Presidential Election in Afghanistan

Low Point of an Electoral Farce

Following his controversial re-election, the Afghan president Hamid Karsai can expect energetic resistance from the opposition under Abdullah Abdullah. Andreas Zumach finds it easy to understand why Abdullah decided not to take part in the run-off

Hamid Karsai, photo: AP
Dubious candidate: although there has been an increasing chorus of critical voices – even in Washington – over the last few years, the West has held on to Hamid Karsai as if there were no possible alternative

​​ The run-off vote in the Afghan presidential election, which was originally planned for November 7th, has been cancelled, and the incumbent Hamid Karsai has been officially declared the winner of the manipulated first round of voting.

This decision of the Afghan election commission – which is nominally independent but in fact acts according to Karsai's will – brings this two-month electoral farce to a low point beyond which it is scarcely possible to sink.

The credibility of all the participants – the politicians in Kabul, the USA and its Western allies, as well as the UN – has most likely been irreparably destroyed in the eyes of the Afghan people.

That makes the chances of the US-led international Afghanistan mission being able to stabilise the country, shaken as it is by war, terror, the drug trade and corruption, even less likely now than it has ever been since the start of the mission in autumn 2001.

All power to warlords and tribal chiefs

In the last eight years, the West has shown alarming consistency in repeatedly narrowing its own possibilities for action in Afghanistan.

Abdullah Abdullah, photo: AP
Abdullah Abdullah: "A government which has come to power as a result of an illegal decision will not be in a position to fulfil the expectations of the people!"

​​ To start with, the decision to set up a central government in Kabul which was to pacify and take control first of the capital and then of the rest of the country was highly questionable. There has never been a functioning central government in Afghanistan which actually managed to have the whole country under its control.

Power has always rested with local and regional tribal leaders and warlords. But even if it was true eight years ago that there was no alternative to such a centralist strategy, having taken that decision the West then went on to make every mistake they could have made.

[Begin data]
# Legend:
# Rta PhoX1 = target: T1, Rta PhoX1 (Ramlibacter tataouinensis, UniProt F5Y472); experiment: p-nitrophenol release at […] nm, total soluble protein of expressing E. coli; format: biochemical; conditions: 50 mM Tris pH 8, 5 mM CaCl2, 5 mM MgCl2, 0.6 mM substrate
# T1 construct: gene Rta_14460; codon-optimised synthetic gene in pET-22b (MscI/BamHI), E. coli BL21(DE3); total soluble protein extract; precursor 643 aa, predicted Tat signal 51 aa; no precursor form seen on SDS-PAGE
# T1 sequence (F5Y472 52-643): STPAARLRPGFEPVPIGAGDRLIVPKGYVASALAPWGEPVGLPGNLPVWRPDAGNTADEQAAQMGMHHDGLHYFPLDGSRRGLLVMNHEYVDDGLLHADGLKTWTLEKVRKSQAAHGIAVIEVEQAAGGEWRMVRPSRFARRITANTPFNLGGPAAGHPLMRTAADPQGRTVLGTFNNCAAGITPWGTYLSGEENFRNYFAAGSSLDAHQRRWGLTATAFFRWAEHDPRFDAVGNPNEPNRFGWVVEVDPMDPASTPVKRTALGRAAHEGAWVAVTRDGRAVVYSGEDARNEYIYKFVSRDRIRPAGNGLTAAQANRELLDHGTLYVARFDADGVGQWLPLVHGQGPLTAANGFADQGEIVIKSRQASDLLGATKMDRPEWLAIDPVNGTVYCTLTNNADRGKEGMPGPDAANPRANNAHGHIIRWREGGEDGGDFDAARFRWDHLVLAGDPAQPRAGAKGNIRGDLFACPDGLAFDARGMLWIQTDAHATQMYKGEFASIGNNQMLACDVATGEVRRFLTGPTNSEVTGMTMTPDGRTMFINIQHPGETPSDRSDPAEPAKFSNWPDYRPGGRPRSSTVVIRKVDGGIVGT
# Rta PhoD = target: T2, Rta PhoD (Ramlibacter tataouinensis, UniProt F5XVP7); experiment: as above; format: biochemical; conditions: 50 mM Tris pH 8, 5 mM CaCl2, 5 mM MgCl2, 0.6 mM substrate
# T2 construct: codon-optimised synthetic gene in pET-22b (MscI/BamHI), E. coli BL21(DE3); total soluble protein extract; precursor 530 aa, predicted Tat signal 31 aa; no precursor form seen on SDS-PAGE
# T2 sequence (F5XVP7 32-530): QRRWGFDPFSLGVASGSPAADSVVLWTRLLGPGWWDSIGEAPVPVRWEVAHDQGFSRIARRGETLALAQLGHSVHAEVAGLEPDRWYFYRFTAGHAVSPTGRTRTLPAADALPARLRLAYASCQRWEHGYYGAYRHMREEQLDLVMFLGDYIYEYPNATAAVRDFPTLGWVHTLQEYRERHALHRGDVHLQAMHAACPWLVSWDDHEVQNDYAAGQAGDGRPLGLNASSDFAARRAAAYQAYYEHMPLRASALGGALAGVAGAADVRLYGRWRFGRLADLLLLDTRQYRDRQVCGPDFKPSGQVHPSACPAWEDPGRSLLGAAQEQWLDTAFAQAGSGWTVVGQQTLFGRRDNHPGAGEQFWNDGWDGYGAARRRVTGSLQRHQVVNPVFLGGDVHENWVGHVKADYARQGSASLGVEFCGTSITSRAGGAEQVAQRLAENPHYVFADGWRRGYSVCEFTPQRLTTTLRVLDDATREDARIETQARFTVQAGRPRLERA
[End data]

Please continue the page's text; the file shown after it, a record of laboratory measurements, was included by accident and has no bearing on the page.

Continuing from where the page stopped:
With Karsai, they chose a representative of the Pashtun majority as president, without adequate consultation and involvement of the country's ethnic minorities.

Even today, the president has not yet won complete control of Kabul. Karsai's lack of commitment to stamping out corruption and the drug trade – and his own involvement in these basic evils of Afghan society – has been tolerated by the West for far too long.

The president's willing helpers

And although critical voices could be increasingly heard over the last few years, even in Washington, the West has stuck with him as if there were no alternative.

The West remained quiet, not only about the election fraud on August 20th, but also about the fact that Karsai made deals with notorious warlords and drug barons during the election campaign as to the posts they might have in the government and the army if he should win.

The governments of the US and the other NATO countries involved in the Afghanistan war originally intended to declare Karsai the winner in early October.

US President Obama, photo: AP
The vague hope that Karsai might be willing to enter into a government of national unity with Abdullah has become an illusion, now that US President Obama has congratulated Karsai on his "victory in this historic election"

​​ And UN Secretary-General Ban Ki Moon had given his blessing to this charade, thereby clearly acting against the mandate of the UN mission in Afghanistan, whose American deputy head he dismissed because he had insisted on an examination of all cases of alleged electoral fraud.

It's entirely understandable that, under these conditions, Abdullah Abdullah withdrew from the run-off vote.

He had reason to fear that there would be more fraud and manipulation than there had been in the first round, especially since there would be far fewer electoral observers from the UN, the EU and other organisations than there had been in August.

The vague hope that Karsai might be willing to enter into a government of national unity with Abdullah has become an illusion, now that US President Obama has congratulated his Afghan counterpart on his "victory in this historic election."

In retrospect it may prove to be a "historic election" – but in the most negative way.

Andreas Zumach

© 2009

Andreas Zumach, born 1954, is Geneva-based UN correspondent for the German newspaper "die tageszeitung" and a qualified economist, journalist and social worker. His latest publication is "Die kommenden Kriege" ("The Wars of the Future"), published by Kiepenheuer & Witsch.

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